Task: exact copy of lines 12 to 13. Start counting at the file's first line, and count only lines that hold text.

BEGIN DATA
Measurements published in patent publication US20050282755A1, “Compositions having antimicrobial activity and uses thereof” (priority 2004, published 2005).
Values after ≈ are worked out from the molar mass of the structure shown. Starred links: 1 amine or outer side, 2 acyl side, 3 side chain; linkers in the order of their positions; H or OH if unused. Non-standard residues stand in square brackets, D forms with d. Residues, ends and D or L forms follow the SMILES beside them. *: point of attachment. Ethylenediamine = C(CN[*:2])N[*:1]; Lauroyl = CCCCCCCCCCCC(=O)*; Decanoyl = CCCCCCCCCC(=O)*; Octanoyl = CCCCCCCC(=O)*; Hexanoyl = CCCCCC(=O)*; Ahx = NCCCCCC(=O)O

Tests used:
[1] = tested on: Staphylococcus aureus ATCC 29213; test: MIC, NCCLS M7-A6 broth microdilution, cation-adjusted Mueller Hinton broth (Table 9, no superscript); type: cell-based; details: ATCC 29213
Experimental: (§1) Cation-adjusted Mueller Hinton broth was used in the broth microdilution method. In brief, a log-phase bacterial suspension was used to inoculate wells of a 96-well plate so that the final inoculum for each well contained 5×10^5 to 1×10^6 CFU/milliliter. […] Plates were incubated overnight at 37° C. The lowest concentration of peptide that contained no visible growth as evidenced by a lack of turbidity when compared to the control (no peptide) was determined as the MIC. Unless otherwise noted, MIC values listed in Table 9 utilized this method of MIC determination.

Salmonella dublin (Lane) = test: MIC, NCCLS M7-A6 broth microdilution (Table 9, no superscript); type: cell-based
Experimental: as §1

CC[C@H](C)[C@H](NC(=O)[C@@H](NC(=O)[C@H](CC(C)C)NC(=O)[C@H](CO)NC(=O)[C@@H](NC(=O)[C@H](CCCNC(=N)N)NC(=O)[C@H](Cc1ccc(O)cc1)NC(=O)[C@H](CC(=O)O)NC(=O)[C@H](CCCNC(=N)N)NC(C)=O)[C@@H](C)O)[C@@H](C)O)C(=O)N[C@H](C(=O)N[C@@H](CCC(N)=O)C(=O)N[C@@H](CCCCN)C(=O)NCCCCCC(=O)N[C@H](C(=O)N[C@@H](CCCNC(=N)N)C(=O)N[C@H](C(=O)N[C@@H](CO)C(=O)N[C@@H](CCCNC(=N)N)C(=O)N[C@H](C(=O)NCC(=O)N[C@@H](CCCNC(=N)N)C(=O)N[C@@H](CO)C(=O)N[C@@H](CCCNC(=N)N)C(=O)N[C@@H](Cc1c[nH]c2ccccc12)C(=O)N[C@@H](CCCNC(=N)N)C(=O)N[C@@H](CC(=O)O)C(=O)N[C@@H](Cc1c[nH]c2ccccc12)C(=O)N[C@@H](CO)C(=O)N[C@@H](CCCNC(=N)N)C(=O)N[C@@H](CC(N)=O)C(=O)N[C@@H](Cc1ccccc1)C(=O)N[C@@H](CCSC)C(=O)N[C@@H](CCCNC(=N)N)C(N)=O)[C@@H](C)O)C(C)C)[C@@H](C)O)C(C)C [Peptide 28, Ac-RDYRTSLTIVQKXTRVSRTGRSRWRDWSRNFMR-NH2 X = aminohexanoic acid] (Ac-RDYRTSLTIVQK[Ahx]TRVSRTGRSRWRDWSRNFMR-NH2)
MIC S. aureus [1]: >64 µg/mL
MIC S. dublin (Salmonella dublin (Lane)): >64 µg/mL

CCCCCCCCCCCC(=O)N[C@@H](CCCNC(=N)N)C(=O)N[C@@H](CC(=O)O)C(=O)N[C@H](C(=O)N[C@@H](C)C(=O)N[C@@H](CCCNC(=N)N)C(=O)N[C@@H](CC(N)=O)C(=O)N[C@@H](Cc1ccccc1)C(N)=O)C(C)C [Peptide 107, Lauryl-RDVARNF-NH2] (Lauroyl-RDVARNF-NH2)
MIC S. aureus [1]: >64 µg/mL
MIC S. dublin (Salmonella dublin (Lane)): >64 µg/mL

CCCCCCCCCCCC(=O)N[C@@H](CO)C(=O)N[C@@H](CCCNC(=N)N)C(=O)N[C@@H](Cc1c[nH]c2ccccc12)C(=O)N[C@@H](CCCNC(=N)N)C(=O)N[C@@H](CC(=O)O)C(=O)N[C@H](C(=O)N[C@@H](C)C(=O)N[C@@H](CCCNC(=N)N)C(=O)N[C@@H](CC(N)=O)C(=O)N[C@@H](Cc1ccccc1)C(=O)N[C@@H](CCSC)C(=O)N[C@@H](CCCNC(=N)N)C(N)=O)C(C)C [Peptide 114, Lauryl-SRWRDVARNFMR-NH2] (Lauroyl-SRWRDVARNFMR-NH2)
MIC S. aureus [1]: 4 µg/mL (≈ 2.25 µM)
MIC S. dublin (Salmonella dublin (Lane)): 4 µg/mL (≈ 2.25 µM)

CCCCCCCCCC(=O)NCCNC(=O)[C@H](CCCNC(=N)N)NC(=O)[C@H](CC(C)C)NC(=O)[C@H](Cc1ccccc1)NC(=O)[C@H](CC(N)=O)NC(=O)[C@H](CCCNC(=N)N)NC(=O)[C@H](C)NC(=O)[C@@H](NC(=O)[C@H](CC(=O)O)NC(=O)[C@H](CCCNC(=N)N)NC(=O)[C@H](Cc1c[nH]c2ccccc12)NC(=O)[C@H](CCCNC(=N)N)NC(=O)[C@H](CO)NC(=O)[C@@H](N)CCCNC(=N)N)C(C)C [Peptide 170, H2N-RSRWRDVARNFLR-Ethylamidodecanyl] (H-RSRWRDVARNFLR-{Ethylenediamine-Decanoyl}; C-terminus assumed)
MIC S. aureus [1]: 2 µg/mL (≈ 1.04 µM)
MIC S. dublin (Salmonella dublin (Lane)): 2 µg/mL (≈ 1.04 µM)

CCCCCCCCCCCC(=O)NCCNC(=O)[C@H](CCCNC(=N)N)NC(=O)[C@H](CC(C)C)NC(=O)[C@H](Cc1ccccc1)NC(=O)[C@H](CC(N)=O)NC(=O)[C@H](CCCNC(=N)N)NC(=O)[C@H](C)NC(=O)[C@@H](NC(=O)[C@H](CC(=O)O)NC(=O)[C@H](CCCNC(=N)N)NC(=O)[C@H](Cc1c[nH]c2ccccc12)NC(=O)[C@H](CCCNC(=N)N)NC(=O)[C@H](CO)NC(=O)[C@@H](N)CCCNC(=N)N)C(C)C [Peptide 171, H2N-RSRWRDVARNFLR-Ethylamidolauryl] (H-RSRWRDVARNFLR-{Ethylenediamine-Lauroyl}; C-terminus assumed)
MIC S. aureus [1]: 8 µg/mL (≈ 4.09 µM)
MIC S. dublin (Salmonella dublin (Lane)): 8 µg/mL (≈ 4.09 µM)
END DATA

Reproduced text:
MIC S. aureus [1]: >64 µg/mL
MIC S. dublin (Salmonella dublin (Lane)): >64 µg/mL